Friday, March 29, 2013

Super-Review #3

The Island of Dr. Moreau
This was my first H. G. Wells experience--I went in with pretty high expectations, and was impressed with how well these expectations were met. The story, about a man who ends up on the island of a crazed vivisectionist, is rather delightfully creepy. It's a short novel, but one worth reading for fans of science fiction.
My rating: 4/5

Orpheus Descending
Another Tennessee Williams play. I was excited about this play because of the Orpheus-related title. What I got was a play very thin in allusion and myth-layering that was actually kind of dull. The characters seemed flat and I couldn't get myself particularly invested in their story. Not Williams' best work.
My rating: 3/5

Summer and Smoke
Yet another Tennessee Williams play, and this time I was really wowed. My second-favorite of his plays I've read (coming only after A Streetcar Named Desire), this story of love between Alma and John really stirred up some feelings. The characters are vivid and the story engaged me. The ending got to me. What a marvelous work.
My rating: 4.5/5

St. Mawr
Wacky story about a lady who buys a horse and is obsessed with him. My first D. H. Lawrence, and perhaps not his best. The thematic ideas of the text are certainly interesting and worth thinking about, but there is a lot of repetition that aggravated me (enough that I felt okay skimming, something I never condone). Looking forward to try some other Lawrence in the hopes I like it more.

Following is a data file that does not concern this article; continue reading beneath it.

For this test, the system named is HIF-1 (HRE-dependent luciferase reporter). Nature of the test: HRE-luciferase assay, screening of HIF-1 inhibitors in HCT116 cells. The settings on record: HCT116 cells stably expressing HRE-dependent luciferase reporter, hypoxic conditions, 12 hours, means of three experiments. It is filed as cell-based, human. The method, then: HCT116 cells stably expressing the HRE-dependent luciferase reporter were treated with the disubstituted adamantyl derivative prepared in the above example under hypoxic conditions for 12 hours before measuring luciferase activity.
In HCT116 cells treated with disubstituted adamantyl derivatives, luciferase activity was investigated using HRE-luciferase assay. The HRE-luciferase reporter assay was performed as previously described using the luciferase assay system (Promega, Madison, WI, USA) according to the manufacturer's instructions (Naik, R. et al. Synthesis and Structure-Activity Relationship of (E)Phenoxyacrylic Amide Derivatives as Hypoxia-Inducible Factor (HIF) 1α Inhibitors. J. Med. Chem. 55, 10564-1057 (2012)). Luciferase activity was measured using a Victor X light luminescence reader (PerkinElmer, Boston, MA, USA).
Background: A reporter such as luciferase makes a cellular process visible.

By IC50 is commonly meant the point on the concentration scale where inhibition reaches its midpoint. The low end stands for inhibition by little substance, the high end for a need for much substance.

My rating: 3/5

This 1936 Djuna Barnes is another in the string of weird experimental stuff that has been appearing in my super-reviews, and is my least favorite of all of them. I said about Jacob's Room that the plot was kind of hard to follow but that the writing was beautiful; the same is true here, except the plot is impossible. Characters appear and give fifteen or twenty page monologues that are incredibly difficult to follow. If I hadn't gone onto the Wikipedia page to read the plot summary, I would have had no idea what the story was  about. There was nothing to keep me interested. Boo.
My rating: 2/5

La casa de Bernarda Alba
A Spanish play by Federico García Lorca about feminism and societal expectations. I think it may have been a little too short and a little too abrupt to really communicate well with an audience. I would have appreciated  some more meat to the text, certainly. Nonetheless, and interesting look at a bygone society with (another) sad ending.
My rating: 3.5/5

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